Unfortunately, if I think your paper doesn't have enough content, I just can't say much. I sometimes write: “I think you can push these ideas further” and then I try to ask some specific questions to help you do more brainstorming.
The classic advice on how to organize a paper is: “Tell them what you’ll tell them; tell them; then tell them what you told them.” You will find that classic advice in this section.
The points I look for in organization include:
Very early in the paper (usually in the first or second paragraph), state your thesis and give a roadmap to the reader. You might say:
"In this paper I will argue that.... [state thesis]. To support this thesis, I will first argue that.... Then I.... and finally I...”
This paragraph can be almost a mini-version of the whole paper. More sophisticated approaches can still accomplish the purpose of giving a roadmap without following this rigid formula. Your initial paragraph shouldn't say only what topics the paper will address; it should state the conclusions and state the argument.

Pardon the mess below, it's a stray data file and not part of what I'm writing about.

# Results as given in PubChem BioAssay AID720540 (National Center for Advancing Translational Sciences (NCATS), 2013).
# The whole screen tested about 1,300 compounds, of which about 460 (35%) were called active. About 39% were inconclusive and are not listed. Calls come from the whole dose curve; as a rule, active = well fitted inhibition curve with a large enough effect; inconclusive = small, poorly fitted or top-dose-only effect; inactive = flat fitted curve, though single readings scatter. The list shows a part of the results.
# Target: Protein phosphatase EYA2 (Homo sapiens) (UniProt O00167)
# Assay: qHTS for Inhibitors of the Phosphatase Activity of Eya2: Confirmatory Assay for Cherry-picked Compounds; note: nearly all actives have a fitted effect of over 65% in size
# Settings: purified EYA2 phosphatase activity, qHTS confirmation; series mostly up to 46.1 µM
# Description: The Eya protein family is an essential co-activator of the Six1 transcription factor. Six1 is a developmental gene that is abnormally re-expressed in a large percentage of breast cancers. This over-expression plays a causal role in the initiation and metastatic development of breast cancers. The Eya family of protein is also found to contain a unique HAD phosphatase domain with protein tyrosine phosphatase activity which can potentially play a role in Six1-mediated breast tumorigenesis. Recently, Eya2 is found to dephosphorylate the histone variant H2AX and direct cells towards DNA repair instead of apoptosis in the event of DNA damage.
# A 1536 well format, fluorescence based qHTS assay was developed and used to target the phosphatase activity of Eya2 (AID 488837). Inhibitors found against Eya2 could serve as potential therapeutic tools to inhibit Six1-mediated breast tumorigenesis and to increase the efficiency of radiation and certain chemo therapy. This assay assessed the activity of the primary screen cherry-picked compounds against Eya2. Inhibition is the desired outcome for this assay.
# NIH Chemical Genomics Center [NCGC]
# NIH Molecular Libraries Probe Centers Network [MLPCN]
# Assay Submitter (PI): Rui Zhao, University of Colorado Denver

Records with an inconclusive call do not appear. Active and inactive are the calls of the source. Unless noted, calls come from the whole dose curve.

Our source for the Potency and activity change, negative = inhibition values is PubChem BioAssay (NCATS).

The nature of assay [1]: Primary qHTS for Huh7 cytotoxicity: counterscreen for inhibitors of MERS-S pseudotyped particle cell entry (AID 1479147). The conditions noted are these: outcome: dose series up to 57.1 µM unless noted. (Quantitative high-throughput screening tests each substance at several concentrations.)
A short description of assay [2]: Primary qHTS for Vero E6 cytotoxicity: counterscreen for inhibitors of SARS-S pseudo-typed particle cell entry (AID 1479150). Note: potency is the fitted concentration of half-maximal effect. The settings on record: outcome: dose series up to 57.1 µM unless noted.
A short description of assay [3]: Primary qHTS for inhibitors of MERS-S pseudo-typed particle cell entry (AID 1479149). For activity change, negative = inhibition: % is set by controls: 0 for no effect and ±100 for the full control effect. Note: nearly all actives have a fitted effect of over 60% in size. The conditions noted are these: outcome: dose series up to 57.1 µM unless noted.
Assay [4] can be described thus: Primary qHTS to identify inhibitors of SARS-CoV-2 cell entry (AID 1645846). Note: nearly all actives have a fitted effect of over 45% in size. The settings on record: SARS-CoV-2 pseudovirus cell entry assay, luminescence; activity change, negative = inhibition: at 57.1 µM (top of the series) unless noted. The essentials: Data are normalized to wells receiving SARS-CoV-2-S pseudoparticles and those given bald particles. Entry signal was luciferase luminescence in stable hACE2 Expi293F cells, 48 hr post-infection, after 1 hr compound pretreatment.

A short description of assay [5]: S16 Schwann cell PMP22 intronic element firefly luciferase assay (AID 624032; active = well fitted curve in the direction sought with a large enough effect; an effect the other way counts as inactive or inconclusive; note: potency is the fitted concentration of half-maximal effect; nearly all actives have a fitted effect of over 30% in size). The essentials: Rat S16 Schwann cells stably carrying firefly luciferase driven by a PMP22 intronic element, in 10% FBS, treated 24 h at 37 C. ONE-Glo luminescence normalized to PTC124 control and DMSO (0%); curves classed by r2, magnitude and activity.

A technical paper should not be a mystery story. If I have finished the first paragraph of your paper and don't know what the thesis is, I am usually concerned that you do not have a clear thesis statement. Ask yourself: What conclusion am I defending in this paper?
Here are some examples of thesis statements:
Sometimes you may find that you do not know what your thesis is until after you write a first draft of your paper. If you find yourself writing, often at the end of the paper, a sentence where you feel you have finally said what you are trying to say, then consider moving that sentence to the start of your paper as your thesis and reorganizing your paper so that it defends that thesis.
After stating your thesis, your paper should present a logical argument defending your thesis. Writing a logical defense of a thesis is like writing a proof of a theorem; one states the theorem first (the thesis) and then proceeds in a logical step-by-step fashion to prove the theorem.
The defense of your thesis can take many forms. You can present any evidence in support of your thesis including quotes from other sources and examples that illustrate your thesis.